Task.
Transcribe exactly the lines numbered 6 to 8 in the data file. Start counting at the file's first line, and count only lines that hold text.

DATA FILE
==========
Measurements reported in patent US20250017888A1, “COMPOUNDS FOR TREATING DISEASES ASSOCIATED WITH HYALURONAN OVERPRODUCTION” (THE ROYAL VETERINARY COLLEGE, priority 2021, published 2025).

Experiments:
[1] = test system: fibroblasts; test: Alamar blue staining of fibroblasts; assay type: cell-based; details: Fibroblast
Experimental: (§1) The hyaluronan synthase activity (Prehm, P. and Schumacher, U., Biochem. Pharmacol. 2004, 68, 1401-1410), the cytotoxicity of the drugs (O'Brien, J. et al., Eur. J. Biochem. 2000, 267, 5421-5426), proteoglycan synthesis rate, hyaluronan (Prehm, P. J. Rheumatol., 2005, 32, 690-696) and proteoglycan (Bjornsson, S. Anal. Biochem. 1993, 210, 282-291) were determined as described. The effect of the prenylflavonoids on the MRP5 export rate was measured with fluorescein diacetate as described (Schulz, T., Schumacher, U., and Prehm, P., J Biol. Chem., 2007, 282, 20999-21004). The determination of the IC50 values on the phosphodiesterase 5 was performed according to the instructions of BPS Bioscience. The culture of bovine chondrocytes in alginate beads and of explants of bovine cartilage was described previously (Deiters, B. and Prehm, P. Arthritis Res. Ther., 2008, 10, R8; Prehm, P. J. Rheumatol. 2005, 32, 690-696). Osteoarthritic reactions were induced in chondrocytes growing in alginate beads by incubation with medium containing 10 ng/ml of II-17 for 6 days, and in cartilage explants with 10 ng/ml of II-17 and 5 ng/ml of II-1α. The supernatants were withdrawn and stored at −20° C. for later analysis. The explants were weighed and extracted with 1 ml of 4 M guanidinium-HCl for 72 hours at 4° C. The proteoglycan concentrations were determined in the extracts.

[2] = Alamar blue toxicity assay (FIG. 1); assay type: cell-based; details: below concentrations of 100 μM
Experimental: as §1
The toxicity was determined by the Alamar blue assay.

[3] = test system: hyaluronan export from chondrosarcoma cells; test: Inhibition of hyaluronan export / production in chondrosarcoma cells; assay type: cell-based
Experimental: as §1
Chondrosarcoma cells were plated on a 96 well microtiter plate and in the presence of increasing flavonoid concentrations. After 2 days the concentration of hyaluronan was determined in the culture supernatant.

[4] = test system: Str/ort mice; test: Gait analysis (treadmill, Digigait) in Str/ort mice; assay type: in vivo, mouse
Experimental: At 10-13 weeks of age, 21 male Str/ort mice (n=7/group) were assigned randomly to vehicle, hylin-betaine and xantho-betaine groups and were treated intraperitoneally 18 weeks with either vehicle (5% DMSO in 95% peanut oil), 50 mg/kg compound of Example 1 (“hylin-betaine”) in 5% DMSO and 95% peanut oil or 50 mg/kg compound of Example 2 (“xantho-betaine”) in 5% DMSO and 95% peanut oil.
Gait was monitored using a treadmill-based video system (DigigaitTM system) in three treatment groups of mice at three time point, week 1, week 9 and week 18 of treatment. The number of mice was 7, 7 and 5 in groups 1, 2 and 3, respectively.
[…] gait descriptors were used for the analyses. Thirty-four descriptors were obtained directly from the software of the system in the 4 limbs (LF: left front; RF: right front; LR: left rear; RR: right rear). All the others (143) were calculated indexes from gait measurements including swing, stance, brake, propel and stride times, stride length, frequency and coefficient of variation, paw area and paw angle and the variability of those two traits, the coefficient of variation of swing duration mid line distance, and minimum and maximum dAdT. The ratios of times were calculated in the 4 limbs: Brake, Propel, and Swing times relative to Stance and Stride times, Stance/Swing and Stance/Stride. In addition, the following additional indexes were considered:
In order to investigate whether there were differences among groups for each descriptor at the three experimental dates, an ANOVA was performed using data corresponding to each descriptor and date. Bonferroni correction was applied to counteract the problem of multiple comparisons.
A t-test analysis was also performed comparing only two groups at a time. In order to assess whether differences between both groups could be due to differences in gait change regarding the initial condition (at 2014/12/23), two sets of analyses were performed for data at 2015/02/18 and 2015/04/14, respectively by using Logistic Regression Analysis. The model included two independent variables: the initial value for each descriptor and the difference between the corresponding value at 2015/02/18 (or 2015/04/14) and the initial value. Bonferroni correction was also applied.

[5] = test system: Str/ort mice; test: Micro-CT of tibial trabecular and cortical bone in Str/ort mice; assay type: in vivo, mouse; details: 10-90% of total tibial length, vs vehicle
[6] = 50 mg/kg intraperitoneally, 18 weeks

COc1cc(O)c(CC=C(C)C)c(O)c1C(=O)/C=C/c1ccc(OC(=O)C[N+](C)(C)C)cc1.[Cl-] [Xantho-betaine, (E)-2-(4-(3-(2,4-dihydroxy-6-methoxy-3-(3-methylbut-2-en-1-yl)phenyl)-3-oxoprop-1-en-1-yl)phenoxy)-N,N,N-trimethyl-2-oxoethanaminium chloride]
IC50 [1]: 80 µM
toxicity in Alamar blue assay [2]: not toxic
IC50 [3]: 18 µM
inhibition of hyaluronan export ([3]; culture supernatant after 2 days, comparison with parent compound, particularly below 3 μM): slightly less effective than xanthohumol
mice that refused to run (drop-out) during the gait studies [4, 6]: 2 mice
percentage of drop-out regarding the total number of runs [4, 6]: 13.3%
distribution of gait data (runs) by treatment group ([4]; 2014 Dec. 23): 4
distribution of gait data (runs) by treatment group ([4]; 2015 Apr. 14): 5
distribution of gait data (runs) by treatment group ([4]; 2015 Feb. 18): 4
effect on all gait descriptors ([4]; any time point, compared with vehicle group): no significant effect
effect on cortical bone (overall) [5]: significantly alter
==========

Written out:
Experimental: as §1
The toxicity was determined by the Alamar blue assay.

[3] = test system: hyaluronan export from chondrosarcoma cells; test: Inhibition of hyaluronan export / production in chondrosarcoma cells; assay type: cell-based